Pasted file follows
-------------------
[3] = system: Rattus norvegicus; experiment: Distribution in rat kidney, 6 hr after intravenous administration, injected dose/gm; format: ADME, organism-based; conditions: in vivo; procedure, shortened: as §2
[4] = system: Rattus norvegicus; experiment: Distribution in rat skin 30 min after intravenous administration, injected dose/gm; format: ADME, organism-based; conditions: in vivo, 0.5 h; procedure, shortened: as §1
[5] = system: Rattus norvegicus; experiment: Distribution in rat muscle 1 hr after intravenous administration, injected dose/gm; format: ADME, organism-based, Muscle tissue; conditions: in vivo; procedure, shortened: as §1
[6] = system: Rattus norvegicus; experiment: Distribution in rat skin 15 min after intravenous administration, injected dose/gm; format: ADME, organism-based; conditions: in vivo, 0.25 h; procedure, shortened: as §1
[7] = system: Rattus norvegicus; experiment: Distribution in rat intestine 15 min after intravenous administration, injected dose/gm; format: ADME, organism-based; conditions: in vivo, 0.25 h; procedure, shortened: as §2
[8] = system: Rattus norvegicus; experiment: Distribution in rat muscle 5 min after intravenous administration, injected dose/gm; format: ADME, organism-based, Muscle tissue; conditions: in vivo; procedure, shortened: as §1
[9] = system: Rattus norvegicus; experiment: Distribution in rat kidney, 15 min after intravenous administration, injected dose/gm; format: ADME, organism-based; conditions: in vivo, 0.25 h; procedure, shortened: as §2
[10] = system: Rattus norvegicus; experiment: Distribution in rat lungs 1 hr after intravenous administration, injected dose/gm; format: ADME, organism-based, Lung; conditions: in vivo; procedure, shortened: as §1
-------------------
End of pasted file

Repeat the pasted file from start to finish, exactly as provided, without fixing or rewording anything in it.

[3] = system: Rattus norvegicus; experiment: Distribution in rat kidney, 6 hr after intravenous administration, injected dose/gm; format: ADME, organism-based; conditions: in vivo; procedure, shortened: as §2
[4] = system: Rattus norvegicus; experiment: Distribution in rat skin 30 min after intravenous administration, injected dose/gm; format: ADME, organism-based; conditions: in vivo, 0.5 h; procedure, shortened: as §1
[5] = system: Rattus norvegicus; experiment: Distribution in rat muscle 1 hr after intravenous administration, injected dose/gm; format: ADME, organism-based, Muscle tissue; conditions: in vivo; procedure, shortened: as §1
[6] = system: Rattus norvegicus; experiment: Distribution in rat skin 15 min after intravenous administration, injected dose/gm; format: ADME, organism-based; conditions: in vivo, 0.25 h; procedure, shortened: as §1
[7] = system: Rattus norvegicus; experiment: Distribution in rat intestine 15 min after intravenous administration, injected dose/gm; format: ADME, organism-based; conditions: in vivo, 0.25 h; procedure, shortened: as §2
[8] = system: Rattus norvegicus; experiment: Distribution in rat muscle 5 min after intravenous administration, injected dose/gm; format: ADME, organism-based, Muscle tissue; conditions: in vivo; procedure, shortened: as §1
[9] = system: Rattus norvegicus; experiment: Distribution in rat kidney, 15 min after intravenous administration, injected dose/gm; format: ADME, organism-based; conditions: in vivo, 0.25 h; procedure, shortened: as §2
[10] = system: Rattus norvegicus; experiment: Distribution in rat lungs 1 hr after intravenous administration, injected dose/gm; format: ADME, organism-based, Lung; conditions: in vivo; procedure, shortened: as §1